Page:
What it’s really like to quit your day job and freelance write


By Amanda Cleary Eastep

I spent the first-month anniversary of my full-time freelance writing business on top of a mountain.


OK, it’s not Mount Everest. But the symbolism in the act of driving down the winding Blue Ridge Parkway, seeing the seasons change before our eyes in the veins of a trillion leaves, and climbing a slippery slope to the summit is almost too obvious. (But I love obvious. I have to think less.)


I had cleared my project list for five days (thank you, freelancing) to explore a few towns my husband and I envision moving to in the future…or at least until God shakes us and yells, “Wake up! You have a physics test today that you didn’t study for. What? You were dreaming of a view of the mountains? Foolish mortal! You’re late for the bus!” Until then, we keep pursuing ideas and possibilities, goaded by nudges and why-the-hell-nots and the promise of milder winters (jeez, that makes me sound old).

Since I quit my day job on Sept. 30 and launched full force into freelance writing after three years of working hard toward that goal, supportive friends and curious onlookers have asked me “how things are going.” 

I imagine the underlying sentiment may be, “Do you need us to donate a block of cheese and some hardtack to get you through the winter?” But, also, it may be, “Do you mind if I watch how this works out for you before I take a leap, too?” 

First, I’ll clarify something. I’m not making a living writing stuff like this blog post. (Please refrain from answering, “Duh.”)

Let go of visions of a writer sitting at a fancy desk (although my husband found this one on Craigslist for $50, and it is lovely!) and pounding out best sellers as she contemplates the universe and a view of the mountains.


Freelancing writing looks more like:

  • profiles, internal newsletters, and web stories for colleges
  • blog posts on innovative trends in the insurance industry
  • copy that translates highly technical engineering jargon into regular people lingo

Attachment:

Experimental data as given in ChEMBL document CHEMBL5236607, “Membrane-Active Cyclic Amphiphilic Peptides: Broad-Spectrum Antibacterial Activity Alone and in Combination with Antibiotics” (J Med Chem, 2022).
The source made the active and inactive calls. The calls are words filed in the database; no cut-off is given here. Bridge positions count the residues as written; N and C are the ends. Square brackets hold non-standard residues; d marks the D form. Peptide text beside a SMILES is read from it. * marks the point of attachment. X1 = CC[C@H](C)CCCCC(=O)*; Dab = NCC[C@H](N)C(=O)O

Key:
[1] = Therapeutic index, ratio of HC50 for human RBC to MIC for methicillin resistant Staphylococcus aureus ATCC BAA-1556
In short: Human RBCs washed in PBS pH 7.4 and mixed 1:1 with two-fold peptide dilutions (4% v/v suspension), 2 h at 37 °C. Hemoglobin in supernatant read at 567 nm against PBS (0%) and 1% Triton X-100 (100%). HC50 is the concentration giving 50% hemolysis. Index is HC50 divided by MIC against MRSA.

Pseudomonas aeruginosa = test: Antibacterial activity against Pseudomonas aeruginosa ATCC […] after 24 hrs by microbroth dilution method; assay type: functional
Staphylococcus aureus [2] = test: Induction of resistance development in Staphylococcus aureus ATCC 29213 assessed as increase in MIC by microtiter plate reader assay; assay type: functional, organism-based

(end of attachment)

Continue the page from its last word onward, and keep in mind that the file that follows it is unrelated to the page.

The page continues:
Romantic, huh?

The transition has been interesting. Here’s an insider’s view…

Week 1: I am not on vacation. I have to remind my daughters of this but also myself, because being home all day just feels weird. I have no problem being disciplined; I’ve had to be to get to this point, but the day is completely unstructured unless I build a framework with to-do lists, scheduled meetings, and calendar deadline alerts.

Week 2: Create a schedule (what?!). As free as “lancing” may be, I wake up early, dress smartly in jeans and a sweatshirt, and start writing by 7:30. I find this is kind of like homeschool without children; I can often accomplish so much by noon that it feels wrong. However, I have to remind myself that the time it takes to organize files, communicate with potential clients,  and create estimates and invoices is NON-billable.

Week 3: Buy a desk from an elderly woman who is selling all her possessions and moving in with her daughter…and then leave it in the garage for three weeks in case you decide to paint it. Continue to use couch as main workspace.

Week 4: Get organized, update your website portfolio, plan for new client acquisition. This last one is huge, because as busy as one month may be, you may suddenly find yourself wondering when the next project will be assigned and if it’s time to start rationing the cheese and hardtack.

4 a.m. on random days: You did it!!! You DID this! You did this to yourself. What are you doing? What in God’s name did you do?

Week 5: Take a vacation to North Carolina. Tell yourself you deserve it for the 10 years of dreaming, the three years of working in the wee moonlighting hours to make this happen, and just in case you have to find another desk job next month.

Ongoing: Fight the urge to type “job” in quotation marks or pronounce it as if in italics: “Why, yes, I quit my day JOB [i.e. legitimate career] to pursue a new ‘job’ as a freelance writer,” she said almost apologetically.

So, as of October 1, 2015, this is my career. This is what many writers dream of doing. And this leap has been a big part of my Year of Living Courageously.

As a way of recording the early stages of this journey, I note a WIT (What I’m Thinking), beside the task list I write in my fancy legal pad. 

These notes range from “Good pace, keep going” to “Breathe.” They keep me centered, or what I like to call, “keeping my WITS about me.” 🙂

Today, I’m sharing this WIT even though I didn’t write it. It’s a gift from my friend and former co-worker Jackie, and this plaque was one of the first things I set on my new desk.

(front row) Rocks I took from the top of the mountain
(front row) Rocks I took from the top of the mountain

“I am not afraid. I was born for this.” Really, this bold saying is not even about freelancing or leaping or climbing small mountains.

It’s about doing what you’re gifted to do–whether that happens at your day job or in the wee hours, whether you do it for the CEO of a big company or a few faithful blog readers, whether you do it for a paycheck or for no reward at all except the joy it brings you…


4 thoughts on “What it’s really like to quit your day job and freelance write

  1. We think you’ll do just fine.Your leap of faith shows how much you believe in yourself, and how much others should believe in you too. Look forward to watching your progress!


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